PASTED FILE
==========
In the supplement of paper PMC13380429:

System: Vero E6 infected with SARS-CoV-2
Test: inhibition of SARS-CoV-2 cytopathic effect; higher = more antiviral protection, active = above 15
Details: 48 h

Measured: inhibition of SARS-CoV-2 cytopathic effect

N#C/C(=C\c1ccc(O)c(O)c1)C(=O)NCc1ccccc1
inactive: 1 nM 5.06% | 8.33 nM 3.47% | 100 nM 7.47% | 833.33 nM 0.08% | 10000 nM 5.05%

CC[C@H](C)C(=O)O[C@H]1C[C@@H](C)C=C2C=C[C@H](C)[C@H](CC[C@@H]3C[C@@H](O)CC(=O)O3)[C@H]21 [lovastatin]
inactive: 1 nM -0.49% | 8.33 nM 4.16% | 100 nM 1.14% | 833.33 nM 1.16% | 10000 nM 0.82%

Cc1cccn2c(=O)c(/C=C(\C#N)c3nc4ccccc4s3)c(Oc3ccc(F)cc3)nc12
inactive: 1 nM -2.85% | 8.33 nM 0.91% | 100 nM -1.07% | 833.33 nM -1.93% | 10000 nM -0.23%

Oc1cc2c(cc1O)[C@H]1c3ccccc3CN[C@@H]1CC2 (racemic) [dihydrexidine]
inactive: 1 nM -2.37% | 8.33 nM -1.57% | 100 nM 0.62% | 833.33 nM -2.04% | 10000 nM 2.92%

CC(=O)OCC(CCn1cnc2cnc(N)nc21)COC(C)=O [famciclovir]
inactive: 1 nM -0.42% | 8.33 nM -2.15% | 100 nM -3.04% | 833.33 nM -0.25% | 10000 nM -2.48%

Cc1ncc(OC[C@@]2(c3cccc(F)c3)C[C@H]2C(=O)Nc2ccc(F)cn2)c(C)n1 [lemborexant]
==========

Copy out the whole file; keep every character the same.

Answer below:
In the supplement of paper PMC13380429:

System: Vero E6 infected with SARS-CoV-2
Test: inhibition of SARS-CoV-2 cytopathic effect; higher = more antiviral protection, active = above 15
Details: 48 h

Measured: inhibition of SARS-CoV-2 cytopathic effect

N#C/C(=C\c1ccc(O)c(O)c1)C(=O)NCc1ccccc1
inactive: 1 nM 5.06% | 8.33 nM 3.47% | 100 nM 7.47% | 833.33 nM 0.08% | 10000 nM 5.05%

CC[C@H](C)C(=O)O[C@H]1C[C@@H](C)C=C2C=C[C@H](C)[C@H](CC[C@@H]3C[C@@H](O)CC(=O)O3)[C@H]21 [lovastatin]
inactive: 1 nM -0.49% | 8.33 nM 4.16% | 100 nM 1.14% | 833.33 nM 1.16% | 10000 nM 0.82%

Cc1cccn2c(=O)c(/C=C(\C#N)c3nc4ccccc4s3)c(Oc3ccc(F)cc3)nc12
inactive: 1 nM -2.85% | 8.33 nM 0.91% | 100 nM -1.07% | 833.33 nM -1.93% | 10000 nM -0.23%

Oc1cc2c(cc1O)[C@H]1c3ccccc3CN[C@@H]1CC2 (racemic) [dihydrexidine]
inactive: 1 nM -2.37% | 8.33 nM -1.57% | 100 nM 0.62% | 833.33 nM -2.04% | 10000 nM 2.92%

CC(=O)OCC(CCn1cnc2cnc(N)nc21)COC(C)=O [famciclovir]
inactive: 1 nM -0.42% | 8.33 nM -2.15% | 100 nM -3.04% | 833.33 nM -0.25% | 10000 nM -2.48%

Cc1ncc(OC[C@@]2(c3cccc(F)c3)C[C@H]2C(=O)Nc2ccc(F)cn2)c(C)n1 [lemborexant]